By Soniah Kamal:
Who has not sat through a movie where a perfectly lovely heroine has been maligned with comments such as ‘boori ho gayee hai, thakhi wee lag rahee hai, uus kee Ma lag rahee hai ‘, she looks aged, she looks tired, she looks like his mother’. I had the pleasure during a recent trip to Pakistan of watching with a group the Indian film ‘Bhoothnath’ starring Amitabh Bachan, Shahrukh Khan and Juhi Chawla. Part way into the movie, the men, all around forty years of age, began confirming with each other that indeed Juhi was looking older, much older, indeed she had become decrepit. She’s looking like Shahrukh’s mother, they remarked to each other, Shahrukh kee Maa lag rahi hai. The women at the gathering are all thirty plus or younger and they all glance at each other almost guiltily, all perhaps wondering what I was wondering.
Really? said I out loud. Shahrukh kee Ma lag rahi hai, is it? You men are welcome to your opinion but pray, do tell, from where exactly does Juhi look old or like his mother? Because I think she looks gorgeous. Better than any of you any day. And how come she looks old enough for you to merit comment but Amitabh Bachan who is actually old enough to be her Daddy and looks it never-the-less merits not a single comment from the collective-you. I suppose Sean Connery, and Clint Eastwood, and Robert Redford, and Mel Gibson playing strapping, nubile heroes is also perfectly kosher even if they should be babysitting their leading lady rather than romancing her. I am told in, all good humor of course, that I’m insane, and while in Pakistan to shut up and please get with the program and once I return to America (where, by the way, these gender double standards exist in Hollywood too) to shout out my grievances from the rooftops. And yet, as more popcorn and Sprite and Black Label is brought out, the men do look sheepish and the women decidedly smug even if, come tomorrow, they’ll be hushing me if I tell the truth about my own age.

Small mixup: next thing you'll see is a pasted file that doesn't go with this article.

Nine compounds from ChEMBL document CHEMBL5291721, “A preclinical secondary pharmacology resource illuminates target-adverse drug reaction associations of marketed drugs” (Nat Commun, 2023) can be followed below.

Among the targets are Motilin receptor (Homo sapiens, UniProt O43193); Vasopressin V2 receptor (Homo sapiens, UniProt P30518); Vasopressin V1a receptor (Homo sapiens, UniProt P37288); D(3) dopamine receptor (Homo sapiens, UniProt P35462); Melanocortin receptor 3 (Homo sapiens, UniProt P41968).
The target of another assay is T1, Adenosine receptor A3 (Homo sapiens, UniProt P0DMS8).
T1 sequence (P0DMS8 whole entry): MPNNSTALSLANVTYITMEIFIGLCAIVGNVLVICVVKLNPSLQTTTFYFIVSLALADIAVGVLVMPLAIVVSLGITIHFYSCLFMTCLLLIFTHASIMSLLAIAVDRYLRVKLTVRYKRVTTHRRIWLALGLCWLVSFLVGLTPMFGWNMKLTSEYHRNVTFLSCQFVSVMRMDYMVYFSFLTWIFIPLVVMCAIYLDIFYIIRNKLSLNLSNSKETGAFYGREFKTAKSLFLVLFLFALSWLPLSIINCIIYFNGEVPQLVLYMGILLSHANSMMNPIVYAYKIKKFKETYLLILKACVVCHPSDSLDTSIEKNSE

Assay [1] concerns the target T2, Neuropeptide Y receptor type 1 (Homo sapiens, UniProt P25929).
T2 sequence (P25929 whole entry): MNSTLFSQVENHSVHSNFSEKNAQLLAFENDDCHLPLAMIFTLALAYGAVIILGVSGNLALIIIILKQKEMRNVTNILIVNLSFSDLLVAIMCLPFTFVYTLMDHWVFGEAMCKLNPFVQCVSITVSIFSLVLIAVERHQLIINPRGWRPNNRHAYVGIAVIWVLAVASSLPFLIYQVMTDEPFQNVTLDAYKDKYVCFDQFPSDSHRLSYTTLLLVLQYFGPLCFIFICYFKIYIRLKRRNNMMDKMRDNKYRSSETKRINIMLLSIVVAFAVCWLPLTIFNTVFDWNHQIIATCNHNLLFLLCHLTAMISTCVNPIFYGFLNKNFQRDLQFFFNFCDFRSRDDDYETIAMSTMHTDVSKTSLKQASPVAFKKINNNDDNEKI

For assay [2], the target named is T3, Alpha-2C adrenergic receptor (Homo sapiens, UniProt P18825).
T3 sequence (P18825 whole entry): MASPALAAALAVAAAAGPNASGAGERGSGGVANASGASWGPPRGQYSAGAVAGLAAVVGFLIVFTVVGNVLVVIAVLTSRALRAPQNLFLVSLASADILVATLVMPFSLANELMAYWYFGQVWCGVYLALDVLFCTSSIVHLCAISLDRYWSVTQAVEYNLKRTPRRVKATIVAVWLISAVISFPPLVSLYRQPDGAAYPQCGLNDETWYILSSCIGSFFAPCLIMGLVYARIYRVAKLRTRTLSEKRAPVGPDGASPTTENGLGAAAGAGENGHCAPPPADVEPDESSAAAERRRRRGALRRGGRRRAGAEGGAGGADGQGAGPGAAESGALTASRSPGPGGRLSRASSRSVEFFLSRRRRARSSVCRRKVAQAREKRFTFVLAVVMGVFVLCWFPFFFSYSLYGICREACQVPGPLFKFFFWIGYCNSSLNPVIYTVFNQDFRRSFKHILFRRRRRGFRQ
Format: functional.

In Pakistan– a group oriented society where being an individual, or at least radically different, is routinely discouraged– the one instance of ‘passing’, i.e. pretending to be something you are not, that seems to be fairly rampant and socially acceptable if not even encouraged is women– and even many men is liberally lying about one’s age. It is nothing for women, especially if they are single (unmarried has such ugly connotations, no?) to routinely present themselves as at least five years younger than they really are. In fact so insidious is this practice that most people automatically tack on an extra-three to five years to a girl’s age.
Which is highly irritating for the likes of me who actually do tell the truth and do not see the merits of passing for younger and frankly couldn’t careless. And yet…and yet…in Pakistan and amongst Pakistanis I routinely find myself avoiding answering questions about my age for the sake of family and friends because apparently not only will I ruin their their lives if the truth comes out, at the very least I will humiliate them and make them the recipient of smug looks from those whose ages will not be outed because they don’t have foolish friends or relatives like me. Passing for younger seems a game the entire country plays even when they know how old someone really is. I mean I have grown up with you. I know exactly how old you and you are not ten years younger than me! Come on! Girl! Guy! I know you are close to forty and not the thirty you purport to be and please no need to take out your passport or other ID with Date-of-Birth to verify the truth of your lies.
But this is the way in a country where marriage prospects are eons better, especially, for a girl, if she is on the younger side. It is actually I am told, dangerous to break the chain of deceit, lest girl remain unmarried. Therefore in order to uphold your collective malaise I’m to sacrifice my individual right to tell the truth? This will not do. I would like to tell the truth and I do. Only to be glared at by family and friends: what purpose can telling my real age possibly serve? Well, the only purpose that faking one’s age serves is perpetuating the myth that youth is fairer and lovelier, and perpetuating a poisonous culture wherein ‘there is a prime for woman’ after which she, apparently, dulls and fades and may as well hide her face and die.